Love and Relationships

[Two Pronged] Dating difficulties

Margarita Holmes, Jeremy Baer
[Two Pronged] Dating difficulties
'Those I am very much attracted to don’t want to commit. The guys who want to commit, I am not very attracted to.'

Rappler’s Life and Style section runs an advice column by couple Jeremy Baer and clinical psychologist Dr Margarita Holmes.

Jeremy has a master’s degree in law from Oxford University. A banker of 37 years who worked in 3 continents, he has been training with Dr Holmes for the last 10 years as co-lecturer and, occasionally, as co-therapist, especially with clients whose financial concerns intrude into their daily lives

Together, they have written two books: Love Triangles: Understanding the Macho-Mistress Mentality and Imported Love: Filipino-Foreign Liaisons.

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Dear Dr. Holmes and Mr. Baer,

I have been dating and want to be in a relationship. However, those I am very much attracted to don’t want to commit. The guys who want to commit, I am not very attracted to. What does this mean? HELP!


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Dear Tina,

Thank you for your letter.

Dating has been problematic since time immemorial. We have “progressed” from the olden days of being restricted to members of our tribe or locality, via arranged marriages often based on political, financial, or religious considerations, to dating in the pursuit of love and/or sex. 

In many but definitely not all countries, there are now apps that enable us to filter out the unsuitable and hone in on whatever our dream date may be.

Of course dating is not the real problem. The real problem is successful dating, finding the right person. We are each of us unique people, no two alike even if we are twins. We each have our own definition of what is attractive, what is moral, what is funny, etc. And often these cannot be accurately described in a way that would help us winnow the wheat (good dating prospects) from the chaff (the rest).

We can learn a lot as the dating process progresses. We identify the attributes that we want in a partner – height, weight, other physical characteristics, education, religion, career, etc. but often the whole process is thrown into reverse because we may meet someone who does not fit what we thought of as the “ideal” yet nevertheless attracts us.

This can shatter a methodical approach to any selection process.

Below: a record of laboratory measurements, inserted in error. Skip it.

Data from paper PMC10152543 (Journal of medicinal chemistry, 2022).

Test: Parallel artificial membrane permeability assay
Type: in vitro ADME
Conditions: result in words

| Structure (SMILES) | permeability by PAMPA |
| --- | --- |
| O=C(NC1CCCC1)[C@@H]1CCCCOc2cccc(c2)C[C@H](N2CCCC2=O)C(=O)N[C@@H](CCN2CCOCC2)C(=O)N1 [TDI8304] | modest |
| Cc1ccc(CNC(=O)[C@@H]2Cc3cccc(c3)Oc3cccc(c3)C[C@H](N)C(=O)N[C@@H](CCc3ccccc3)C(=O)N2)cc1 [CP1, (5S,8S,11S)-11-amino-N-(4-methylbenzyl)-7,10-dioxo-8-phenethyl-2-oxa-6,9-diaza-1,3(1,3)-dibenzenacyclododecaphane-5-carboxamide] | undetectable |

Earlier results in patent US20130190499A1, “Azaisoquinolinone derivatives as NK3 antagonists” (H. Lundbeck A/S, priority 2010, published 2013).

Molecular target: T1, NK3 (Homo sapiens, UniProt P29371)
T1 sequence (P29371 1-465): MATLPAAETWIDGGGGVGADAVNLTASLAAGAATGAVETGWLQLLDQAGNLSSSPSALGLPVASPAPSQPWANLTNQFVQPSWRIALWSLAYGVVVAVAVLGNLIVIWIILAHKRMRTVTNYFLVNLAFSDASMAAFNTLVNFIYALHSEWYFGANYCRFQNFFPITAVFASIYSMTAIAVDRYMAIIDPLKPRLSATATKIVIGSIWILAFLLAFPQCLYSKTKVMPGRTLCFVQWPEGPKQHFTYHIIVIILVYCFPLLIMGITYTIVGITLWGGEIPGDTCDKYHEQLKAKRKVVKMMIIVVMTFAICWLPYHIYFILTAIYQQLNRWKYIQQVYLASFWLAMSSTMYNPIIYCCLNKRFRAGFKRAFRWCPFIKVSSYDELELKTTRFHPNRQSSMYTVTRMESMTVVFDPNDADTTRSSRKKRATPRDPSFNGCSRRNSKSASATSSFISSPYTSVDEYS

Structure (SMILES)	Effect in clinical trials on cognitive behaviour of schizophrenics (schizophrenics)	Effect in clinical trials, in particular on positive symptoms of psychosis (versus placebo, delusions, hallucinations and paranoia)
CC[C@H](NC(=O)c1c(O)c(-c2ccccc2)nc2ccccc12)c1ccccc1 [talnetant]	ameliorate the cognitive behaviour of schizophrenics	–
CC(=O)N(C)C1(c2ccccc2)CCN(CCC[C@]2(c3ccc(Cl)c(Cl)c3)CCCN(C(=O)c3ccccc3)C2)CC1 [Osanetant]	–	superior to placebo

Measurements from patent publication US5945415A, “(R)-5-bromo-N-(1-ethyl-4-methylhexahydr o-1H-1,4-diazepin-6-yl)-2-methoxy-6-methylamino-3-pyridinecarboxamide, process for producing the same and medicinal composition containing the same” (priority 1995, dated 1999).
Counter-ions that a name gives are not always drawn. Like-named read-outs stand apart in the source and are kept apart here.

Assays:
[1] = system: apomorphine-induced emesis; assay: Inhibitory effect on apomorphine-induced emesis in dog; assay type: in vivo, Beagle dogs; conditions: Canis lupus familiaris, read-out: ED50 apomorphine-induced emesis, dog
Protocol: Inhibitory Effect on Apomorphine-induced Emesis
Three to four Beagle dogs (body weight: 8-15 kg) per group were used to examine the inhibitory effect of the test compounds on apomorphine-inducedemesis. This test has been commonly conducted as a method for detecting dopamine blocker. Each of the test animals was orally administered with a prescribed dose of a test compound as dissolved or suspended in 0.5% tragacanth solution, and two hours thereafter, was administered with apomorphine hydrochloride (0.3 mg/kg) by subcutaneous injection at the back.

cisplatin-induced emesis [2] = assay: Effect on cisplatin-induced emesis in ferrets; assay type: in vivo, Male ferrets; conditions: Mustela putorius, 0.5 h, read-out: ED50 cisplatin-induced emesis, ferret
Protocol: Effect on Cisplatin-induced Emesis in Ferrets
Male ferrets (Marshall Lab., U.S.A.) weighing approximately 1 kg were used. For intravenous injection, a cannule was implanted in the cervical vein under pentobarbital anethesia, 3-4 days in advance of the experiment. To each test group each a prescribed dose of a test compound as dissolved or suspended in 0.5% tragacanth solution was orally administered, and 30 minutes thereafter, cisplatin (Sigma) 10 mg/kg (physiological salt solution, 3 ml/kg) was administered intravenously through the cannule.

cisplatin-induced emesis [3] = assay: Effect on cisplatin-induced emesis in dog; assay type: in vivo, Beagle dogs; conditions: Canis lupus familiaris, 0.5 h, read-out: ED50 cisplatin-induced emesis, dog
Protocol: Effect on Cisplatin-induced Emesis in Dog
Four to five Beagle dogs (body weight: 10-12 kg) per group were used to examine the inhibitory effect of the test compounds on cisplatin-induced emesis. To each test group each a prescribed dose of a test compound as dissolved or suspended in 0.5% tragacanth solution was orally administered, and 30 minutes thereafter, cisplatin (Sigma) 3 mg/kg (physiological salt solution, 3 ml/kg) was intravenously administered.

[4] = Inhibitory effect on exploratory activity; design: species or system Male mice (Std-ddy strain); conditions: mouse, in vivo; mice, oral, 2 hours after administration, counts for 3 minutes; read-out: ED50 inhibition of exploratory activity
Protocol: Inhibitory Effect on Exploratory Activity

All this and we have not yet even considered the reaction of our date. They are going through a similar process which is also veering from methodical to haphazard. They also value say a sense of humor, certain politics, have a desire for children, whatever.

But their definition of many of the desired attributes may have the same label but be defined quite differently. Certainly sense of humor and also morality fall in this category. At the end of the day, we can try to select but nothing will truly prepare us for the real thing except meeting the person and all too often the reality is a disappointment.

Lessons can be learnt. Experience can help but persistence is key. Chances of success can be immeasurably increased if you are over time prepared to adjust your criteria in the face of what the market has to offer. For example you may be attracted to men who are very tall, say six foot six, but they are in short supply and compromises may be needed. 

Decide what attributes are essential and what are optional extras that would be nice but can be given up if the rest of the package so warrants.

Above all, remember that practice may not make perfect but it can go a long way towards perfection.

Best of luck,

JAF Baer

Dear Tina:

Thank you very much for your letter, which represents what many women seem to experience at some (if not many) point(s) in their lives. Usually, at roughly the same time, many men might write its very opposite: “Help! I don’t want to be in a relationship (just yet). But every woman I want to hang out with wants to and the ones I don’t want to hang out with want to even more.”

Since your question seems more general than specific in nature, allow me to go evolutionary on you: Your dilemma is what Richard Dawkins wrote in 1976 about our genes being selfish (Dawkins, The Selfish Gene, Oxford University Press). 

Richard Dawkins’ The Selfish Gene was no mean feat, by the way. It has been listed as THE most influential science book of all time by other scientists in the Royal Society. Imagine that! THE most influential book of ALL time, ahead of Charles Darwin’s On the Origin of the Species and even Isaac Newton’s Principia Mathematica!

The Royal Society is shorthand for The Royal Society of London for Improving Natural Knowledge and is the UK’s National Academy of Sciences.

Thus, The Selfish Gene’s conclusion is that women are hardwired to want committed relationships and men hardwired to have as many “relationships” as they can (this increases their probability of siring as many children as possible). Your letter encapsulates this very idea in modern times. Yes, yes, despite the advent of birth control and, even more happily, the more liberal concepts and actions supporting gender equality, sexual orientation, goals of relationships, gender roles etc.

It sounds like your dilemma has most to do with patience. On the one hand, at this stage in your psychological/emotional life, it might be better to be impatient and give up dating for a while. Depending on where you are at right now, this might be the better option.

However, on the other hand, if you have the time, the energy, and most of all, the desire, then hang on because it may all be worth it. Not necessarily on dating apps or blind dates set up by friends, but on keeping an open mind.  Hang on because one man (or many) – the kind you want to have a relationship with – will see the light and want  the same thing.

All the best,

MG Holmes